Councils claim bin money repackaged
Councils have reacted poorly to NSW’s attempt to ease recycling issues.
The NSW Government is providing $9.5 million for better waste recycling projects to counter the effects of China’s National Sword policy, which imposes new limits on the standard of recyclable waste brought into the country.
“As China is the largest importer of recyclable products from Australia, this policy threatens NSW’s kerbside recycling system and the options for recycled material currently produced in NSW,” Environment Minister Gabrielle Upton said.
The funding will be offered in the form of grants – one called the Product Improvement Program ($4.5 million for projects that reduce the amount of unrecyclable material left at the end of the recycling process), another that will provide $5 million to identify new uses for recyclable materials and produce more recycled products.
This includes $2.5 million under the Civil Construction Market Program and $2.5 million under the Circulate Program.
Local Government NSW says it is not new money; it is old money with a new name.
“It looks like Local Government and Environment Minister Gabrielle Upton is having a bit of a recycling crisis of her own,” LGNSW President Linda Scott said.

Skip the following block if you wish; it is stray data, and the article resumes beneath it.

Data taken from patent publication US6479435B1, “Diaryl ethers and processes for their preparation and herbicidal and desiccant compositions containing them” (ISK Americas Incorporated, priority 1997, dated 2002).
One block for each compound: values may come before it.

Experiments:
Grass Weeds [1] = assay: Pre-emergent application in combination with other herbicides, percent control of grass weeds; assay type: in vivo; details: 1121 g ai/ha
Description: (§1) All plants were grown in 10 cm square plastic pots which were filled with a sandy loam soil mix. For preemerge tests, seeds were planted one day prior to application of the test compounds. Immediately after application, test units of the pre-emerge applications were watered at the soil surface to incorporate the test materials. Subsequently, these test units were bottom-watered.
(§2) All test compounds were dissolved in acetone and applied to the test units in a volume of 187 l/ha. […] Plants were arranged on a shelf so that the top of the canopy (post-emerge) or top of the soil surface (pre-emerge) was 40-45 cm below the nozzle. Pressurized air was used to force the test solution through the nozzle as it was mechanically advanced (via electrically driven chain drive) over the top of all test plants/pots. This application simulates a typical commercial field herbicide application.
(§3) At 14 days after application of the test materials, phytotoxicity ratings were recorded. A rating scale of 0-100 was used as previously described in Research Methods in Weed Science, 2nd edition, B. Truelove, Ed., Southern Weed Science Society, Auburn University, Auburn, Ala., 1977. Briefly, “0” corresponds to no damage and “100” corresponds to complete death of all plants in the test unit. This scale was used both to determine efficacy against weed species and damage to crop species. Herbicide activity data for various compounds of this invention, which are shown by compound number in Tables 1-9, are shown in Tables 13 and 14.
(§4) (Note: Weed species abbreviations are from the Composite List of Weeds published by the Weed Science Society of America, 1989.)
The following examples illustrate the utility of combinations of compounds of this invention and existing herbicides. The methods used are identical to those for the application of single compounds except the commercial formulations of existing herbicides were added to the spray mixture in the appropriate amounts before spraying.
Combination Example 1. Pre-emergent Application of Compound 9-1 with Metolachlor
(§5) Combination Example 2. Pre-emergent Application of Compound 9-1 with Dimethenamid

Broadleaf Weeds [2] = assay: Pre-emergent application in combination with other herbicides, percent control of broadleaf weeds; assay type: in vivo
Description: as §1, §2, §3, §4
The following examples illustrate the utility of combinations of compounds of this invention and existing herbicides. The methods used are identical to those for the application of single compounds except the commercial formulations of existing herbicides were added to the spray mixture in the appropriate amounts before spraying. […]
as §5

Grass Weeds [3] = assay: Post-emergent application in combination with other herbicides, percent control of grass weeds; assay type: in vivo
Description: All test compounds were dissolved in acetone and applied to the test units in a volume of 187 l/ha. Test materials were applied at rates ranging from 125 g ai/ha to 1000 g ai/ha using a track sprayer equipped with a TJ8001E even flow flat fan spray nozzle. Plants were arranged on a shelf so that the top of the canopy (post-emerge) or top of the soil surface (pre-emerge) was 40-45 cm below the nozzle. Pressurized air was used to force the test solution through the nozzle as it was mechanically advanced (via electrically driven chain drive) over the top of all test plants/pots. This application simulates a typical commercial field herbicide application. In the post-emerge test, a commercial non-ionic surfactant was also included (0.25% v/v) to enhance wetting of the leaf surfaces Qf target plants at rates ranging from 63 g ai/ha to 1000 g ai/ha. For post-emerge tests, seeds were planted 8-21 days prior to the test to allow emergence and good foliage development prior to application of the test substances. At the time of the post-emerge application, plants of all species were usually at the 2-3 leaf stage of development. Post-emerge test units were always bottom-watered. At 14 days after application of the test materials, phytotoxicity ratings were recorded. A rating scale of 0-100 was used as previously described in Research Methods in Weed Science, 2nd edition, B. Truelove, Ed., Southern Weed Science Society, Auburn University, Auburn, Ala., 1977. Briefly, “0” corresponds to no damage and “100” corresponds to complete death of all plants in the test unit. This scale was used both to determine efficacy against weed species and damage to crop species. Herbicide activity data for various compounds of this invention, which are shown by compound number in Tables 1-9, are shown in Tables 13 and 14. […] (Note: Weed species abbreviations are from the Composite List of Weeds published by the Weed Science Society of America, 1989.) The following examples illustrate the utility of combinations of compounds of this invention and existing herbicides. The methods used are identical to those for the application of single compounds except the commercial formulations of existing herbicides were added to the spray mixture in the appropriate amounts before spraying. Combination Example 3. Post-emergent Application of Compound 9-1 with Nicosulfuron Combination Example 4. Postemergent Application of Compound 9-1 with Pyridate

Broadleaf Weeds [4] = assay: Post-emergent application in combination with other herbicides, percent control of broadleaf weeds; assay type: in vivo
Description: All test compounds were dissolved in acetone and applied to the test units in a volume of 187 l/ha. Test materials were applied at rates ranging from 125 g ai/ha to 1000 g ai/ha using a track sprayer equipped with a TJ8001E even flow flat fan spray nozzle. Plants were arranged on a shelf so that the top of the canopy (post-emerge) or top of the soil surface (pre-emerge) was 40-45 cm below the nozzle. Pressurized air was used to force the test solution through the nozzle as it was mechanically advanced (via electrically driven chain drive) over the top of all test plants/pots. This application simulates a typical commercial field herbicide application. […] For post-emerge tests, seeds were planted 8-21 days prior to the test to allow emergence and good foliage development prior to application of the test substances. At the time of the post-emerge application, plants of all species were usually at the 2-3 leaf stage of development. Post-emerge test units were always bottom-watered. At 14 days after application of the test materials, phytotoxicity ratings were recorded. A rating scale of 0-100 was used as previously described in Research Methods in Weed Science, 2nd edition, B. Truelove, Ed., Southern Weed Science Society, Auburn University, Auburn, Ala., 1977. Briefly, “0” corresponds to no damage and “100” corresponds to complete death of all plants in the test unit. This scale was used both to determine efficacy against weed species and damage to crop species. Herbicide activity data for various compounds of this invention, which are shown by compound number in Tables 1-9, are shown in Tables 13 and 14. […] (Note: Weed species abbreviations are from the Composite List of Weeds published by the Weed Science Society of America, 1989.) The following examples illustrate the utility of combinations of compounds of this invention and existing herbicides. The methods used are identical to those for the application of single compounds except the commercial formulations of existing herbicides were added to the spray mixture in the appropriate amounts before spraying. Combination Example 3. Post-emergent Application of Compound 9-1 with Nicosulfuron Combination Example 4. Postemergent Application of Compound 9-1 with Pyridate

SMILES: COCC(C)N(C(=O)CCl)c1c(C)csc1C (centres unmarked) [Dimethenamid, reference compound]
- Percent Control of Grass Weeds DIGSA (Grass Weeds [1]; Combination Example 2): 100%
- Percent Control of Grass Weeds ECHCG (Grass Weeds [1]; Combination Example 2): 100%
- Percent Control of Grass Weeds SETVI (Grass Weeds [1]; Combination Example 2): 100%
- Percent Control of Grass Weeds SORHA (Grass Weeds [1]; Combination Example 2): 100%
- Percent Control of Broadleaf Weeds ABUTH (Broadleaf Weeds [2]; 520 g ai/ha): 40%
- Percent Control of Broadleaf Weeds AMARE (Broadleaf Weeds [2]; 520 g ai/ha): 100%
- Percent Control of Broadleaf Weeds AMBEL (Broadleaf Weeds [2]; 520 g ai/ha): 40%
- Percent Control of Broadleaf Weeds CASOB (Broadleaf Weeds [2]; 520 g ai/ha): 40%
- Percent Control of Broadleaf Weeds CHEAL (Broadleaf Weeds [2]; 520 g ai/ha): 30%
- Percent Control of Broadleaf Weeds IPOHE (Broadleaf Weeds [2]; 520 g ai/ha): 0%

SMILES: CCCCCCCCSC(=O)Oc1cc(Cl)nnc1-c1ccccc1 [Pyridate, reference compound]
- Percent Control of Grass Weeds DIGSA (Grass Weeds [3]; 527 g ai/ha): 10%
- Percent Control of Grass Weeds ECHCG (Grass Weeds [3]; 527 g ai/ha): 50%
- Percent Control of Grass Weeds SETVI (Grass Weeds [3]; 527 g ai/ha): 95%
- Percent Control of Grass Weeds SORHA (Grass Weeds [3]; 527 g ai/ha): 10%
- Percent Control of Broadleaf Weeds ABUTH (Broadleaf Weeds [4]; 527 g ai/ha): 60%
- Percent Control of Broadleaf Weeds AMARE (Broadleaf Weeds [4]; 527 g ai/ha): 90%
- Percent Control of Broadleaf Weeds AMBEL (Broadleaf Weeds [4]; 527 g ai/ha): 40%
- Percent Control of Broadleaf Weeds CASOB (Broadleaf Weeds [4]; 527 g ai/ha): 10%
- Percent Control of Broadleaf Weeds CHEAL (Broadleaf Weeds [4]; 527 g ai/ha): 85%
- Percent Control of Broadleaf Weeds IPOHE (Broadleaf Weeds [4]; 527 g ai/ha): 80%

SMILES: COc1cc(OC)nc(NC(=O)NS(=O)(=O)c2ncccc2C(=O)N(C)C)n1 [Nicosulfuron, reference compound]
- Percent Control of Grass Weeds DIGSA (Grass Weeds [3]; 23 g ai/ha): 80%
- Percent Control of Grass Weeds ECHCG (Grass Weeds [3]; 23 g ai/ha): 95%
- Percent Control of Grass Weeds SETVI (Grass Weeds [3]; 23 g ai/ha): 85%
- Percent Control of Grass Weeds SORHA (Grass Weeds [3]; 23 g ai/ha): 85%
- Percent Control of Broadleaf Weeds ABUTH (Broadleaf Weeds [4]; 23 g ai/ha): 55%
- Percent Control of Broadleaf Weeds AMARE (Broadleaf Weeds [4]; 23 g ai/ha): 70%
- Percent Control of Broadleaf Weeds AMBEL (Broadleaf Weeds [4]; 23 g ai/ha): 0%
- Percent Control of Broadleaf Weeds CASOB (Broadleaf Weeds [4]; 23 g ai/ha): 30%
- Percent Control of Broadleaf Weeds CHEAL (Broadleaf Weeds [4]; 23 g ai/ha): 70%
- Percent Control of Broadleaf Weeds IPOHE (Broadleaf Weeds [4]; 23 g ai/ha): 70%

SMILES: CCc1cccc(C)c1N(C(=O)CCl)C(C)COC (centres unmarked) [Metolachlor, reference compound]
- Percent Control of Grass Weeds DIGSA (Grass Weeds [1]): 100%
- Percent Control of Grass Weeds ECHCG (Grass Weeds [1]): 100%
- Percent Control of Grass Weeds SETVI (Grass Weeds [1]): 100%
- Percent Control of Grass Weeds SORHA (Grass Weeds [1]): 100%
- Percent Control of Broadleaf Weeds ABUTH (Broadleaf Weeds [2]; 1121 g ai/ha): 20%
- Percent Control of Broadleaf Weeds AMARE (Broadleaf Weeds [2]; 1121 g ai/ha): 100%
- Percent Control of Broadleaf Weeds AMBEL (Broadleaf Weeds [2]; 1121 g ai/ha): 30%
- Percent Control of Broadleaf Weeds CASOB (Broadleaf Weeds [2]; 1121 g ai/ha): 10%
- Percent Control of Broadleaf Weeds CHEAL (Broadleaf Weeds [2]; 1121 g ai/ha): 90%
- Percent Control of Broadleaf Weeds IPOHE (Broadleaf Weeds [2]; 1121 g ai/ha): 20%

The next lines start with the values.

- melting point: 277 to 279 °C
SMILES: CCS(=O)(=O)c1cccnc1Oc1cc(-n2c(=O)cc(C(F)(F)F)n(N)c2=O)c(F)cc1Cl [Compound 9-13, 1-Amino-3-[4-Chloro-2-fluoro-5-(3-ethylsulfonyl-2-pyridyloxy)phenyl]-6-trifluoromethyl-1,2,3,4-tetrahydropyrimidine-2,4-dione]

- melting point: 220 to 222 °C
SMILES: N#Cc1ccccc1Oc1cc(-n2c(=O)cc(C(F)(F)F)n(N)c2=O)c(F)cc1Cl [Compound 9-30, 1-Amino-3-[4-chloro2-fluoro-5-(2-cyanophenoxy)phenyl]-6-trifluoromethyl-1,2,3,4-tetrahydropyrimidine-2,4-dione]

“The Minister’s latest announcement boasts that her $9.5 million package will ‘blunt the Chinese Sword’ – but it’s just part of the $47.5 million rescue package she announced back in March.
“And even then the funding was recycled – it was simply diverted from funds already allocated to councils to better manage waste across NSW.
“Councils had already been granted that funding under the Waste Less Recycle More Program, and had factored it into their existing recycling and waste management budgets.
“But what is really disappointing is that the money was contributed by councils to the NSW Government as part of the waste levy.
“The NSW Government collected $659 million in waste levies in 2016/17, yet only 18 per cent of the waste levies paid by local government were returned to local government.
“It’s even more disappointing when you look at the record NSW surplus, and the Government’s decision to spend billions of dollars on sporting stadiums in Sydney.”
China’s National Sword Policy applies to the importation of recycling materials from Australia and all other countries. It applies a strict contamination rate on recyclables, which requires a more detailed and expensive sorting process than that used by most recycling companies in Australia.
Cr Scott said councils are already moving to create a circular economy where waste becomes the input for new products, and consumers choose to buy products that have recycled content, for a more sustainable future.